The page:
The Cervélo R3 is a performance bike that's different to the R5, making it better suited to those who enjoy some added comfort. The frame feels slightly more sluggish and is ultimately compromised by the budget wheels.
Compromised by its wheelset
The Cervélo R3 doesn’t come with the same high-tier specification, the same racing credentials or the same top-end price tag as the Cervélo R5, but that doesn't limit it as an entry-level version of the brand's race bike, and Cervélo has always argued that there's a nuanced difference between the two.
For starters, both bikes were launched at exactly the same time, the R5 didn’t come first and the R3 didn’t come after; it was simultaneous launches for bikes of equal merit.
What’s more, just because the R5 has the racing credentials and is the race bike of the Sunweb team doesn’t make the R3 the brand’s endurance bike. Rather, the R3 is the well considered stablemate of the R5.
Buy now: Cervélo R3 at Sigma Sports for £3299 (opens in new tab)
Aesthetically, the two bikes are almost identical, and the R3’s chunky carbon tubing is instantly recognisable as Cervélo’s R-series, and with its distinctive squared down tube and oversized bottom bracket the R3 subscribes to Cervélo's ‘bigger is better’ philosophy when it comes to its tube-shaping.
The main difference lies in the carbon layup, which is, according to Cervélo, designed to be more comfortable than the R5, dampening more of the road without sacrificing stiffness.
I’ve tested both the R5 and the R3 now, and there is a nuanced difference between both bikes in their compliance and their attitudes. The R3 doesn’t feel as aggressive as the R5 – its stack is 8mm taller – and if you were to make me choose between them for a 100-mile ride, the R3 would get picked because of it.
The other big difference between the two bikes is that the R3 doesn't transfer as much of the road through to the rider as the R5 does. It offers a more numbed feeling but, and I think as a result of this, it doesn't feel nearly as fast. It’s a noticeable difference in the ride quality of both of the bikes, and the R3 feels more sluggish than its more sporty sibling.
That feeling of speed is compromised further by the DT Swiss P1800 Spline wheels that are well below the bike's RRP. They're an entry-level set of wheels and as a result they're slow to accelerate and sluggish on the hills. On one ride in the Kent lanes my riding mate remarked at how quickly I seemed to slow down as soon as I stopped pedalling, and it certainly felt like I was having to output more power to remain at a consistent speed.
I swapped the DT Swiss set for some Roval CLX 50 wheels and there was a real noticeable improvement – showing what a difference high-end carbon wheels can make. Considering the bike's price, it'd be nice to see a higher level of wheel specced.
However, much like the R5, the R3 is handy on the descents, sticking close to bends and relaying a real feeling of speed. For summer riding, or if you push bikes hard on descents, I’d swap out the Continental Grand Prix tyres and add something a little more supple. Certainly the addition of a set of S-Works Turbo Cotton tyres made a big difference.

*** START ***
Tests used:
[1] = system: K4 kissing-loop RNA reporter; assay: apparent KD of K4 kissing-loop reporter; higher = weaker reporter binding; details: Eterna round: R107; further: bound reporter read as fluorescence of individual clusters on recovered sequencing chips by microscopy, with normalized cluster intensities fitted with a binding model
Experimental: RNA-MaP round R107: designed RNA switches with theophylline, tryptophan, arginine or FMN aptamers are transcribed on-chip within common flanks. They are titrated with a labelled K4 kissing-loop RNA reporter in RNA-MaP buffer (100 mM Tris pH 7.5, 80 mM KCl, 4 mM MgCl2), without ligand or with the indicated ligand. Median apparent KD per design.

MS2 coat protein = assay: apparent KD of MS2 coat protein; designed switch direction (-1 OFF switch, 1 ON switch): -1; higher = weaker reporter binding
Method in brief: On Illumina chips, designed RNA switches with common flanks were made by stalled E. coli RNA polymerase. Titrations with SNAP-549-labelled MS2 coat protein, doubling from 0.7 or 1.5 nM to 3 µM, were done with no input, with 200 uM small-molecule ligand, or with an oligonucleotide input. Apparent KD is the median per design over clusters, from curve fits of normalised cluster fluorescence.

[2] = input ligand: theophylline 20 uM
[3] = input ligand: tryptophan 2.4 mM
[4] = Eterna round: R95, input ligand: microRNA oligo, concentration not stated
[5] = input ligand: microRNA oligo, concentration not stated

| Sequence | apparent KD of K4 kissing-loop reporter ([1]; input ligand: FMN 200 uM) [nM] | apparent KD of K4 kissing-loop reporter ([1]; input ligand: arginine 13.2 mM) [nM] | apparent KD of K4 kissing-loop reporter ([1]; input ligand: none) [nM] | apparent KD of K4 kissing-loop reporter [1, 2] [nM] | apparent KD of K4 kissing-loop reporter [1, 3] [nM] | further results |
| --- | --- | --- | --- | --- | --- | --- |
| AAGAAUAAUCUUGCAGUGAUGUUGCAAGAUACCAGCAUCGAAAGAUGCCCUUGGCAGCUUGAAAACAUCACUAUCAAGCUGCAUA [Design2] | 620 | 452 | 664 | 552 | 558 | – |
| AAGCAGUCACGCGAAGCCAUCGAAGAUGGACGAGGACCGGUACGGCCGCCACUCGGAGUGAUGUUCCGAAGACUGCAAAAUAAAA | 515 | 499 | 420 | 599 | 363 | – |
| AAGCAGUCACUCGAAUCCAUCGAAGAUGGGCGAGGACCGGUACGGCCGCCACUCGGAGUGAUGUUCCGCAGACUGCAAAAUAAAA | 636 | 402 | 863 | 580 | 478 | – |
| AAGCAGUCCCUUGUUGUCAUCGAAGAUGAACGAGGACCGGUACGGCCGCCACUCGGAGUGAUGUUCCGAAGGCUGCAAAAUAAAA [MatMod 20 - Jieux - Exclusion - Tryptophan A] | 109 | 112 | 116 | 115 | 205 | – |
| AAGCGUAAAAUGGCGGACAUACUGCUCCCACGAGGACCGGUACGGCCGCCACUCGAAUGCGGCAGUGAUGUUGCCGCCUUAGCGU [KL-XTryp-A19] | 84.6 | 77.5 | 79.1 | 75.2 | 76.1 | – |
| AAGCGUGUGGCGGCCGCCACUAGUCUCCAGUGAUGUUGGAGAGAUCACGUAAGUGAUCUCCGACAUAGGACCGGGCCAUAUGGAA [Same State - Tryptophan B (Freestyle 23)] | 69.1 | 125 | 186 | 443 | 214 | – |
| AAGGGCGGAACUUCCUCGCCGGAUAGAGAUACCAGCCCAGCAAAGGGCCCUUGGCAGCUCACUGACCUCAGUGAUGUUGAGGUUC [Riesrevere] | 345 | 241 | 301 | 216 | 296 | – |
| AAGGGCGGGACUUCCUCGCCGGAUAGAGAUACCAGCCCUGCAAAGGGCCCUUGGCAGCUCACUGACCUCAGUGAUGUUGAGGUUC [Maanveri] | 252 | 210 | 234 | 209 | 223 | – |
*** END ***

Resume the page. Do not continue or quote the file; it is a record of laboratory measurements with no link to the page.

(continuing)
I’d also argue, as I always do, that disc brakes would make the bike come alive on the downs. The Ultegra rim brakes are good but unfortunately they’re not direct-mount which offers more powerful braking. The rim brake model also doesn’t get the same whopping tyre clearance because of the brake bridge between the seat stays. Fortunately, the Cervélo R3 is available with disc brakes, if, like me, that’s what you’d prefer.
The R3 is also differentiated from the R5 by its specification. Neither bikes are available below Ultegra level (except as a frameset), making them both a premium option but the Cervélo R3 tops out at Ultegra Di2 whereas the R5 goes to Shimano Dura-Ace Di2 or even SRAM Red eTap AXS.
My test bike came with a mechanical Shimano Ultegra groupset which was as excellent as it always is. In particular, it came with a 52/36 chainring, which is my preferred size. I find it complements a performance frame far better than a compact size, giving you more return on your efforts. On our 75km commute back from the office, where the gradient is nearly completely flat or slightly downhill, the larger chain rings really came into their own. It is worth noting that the bike actually isn't available with a compact chainset, but the 11-30 cassette should give you a bit of wiggle room if the road pitches steeply upwards.
Ultimately, the Cervélo R3 is more comfortable and less harsh than the Cervélo R5 but doesn't lose the lightening handling that makes it such good fun to ride. It is more sluggish though, and it's hampered by its budget wheels and tyres.
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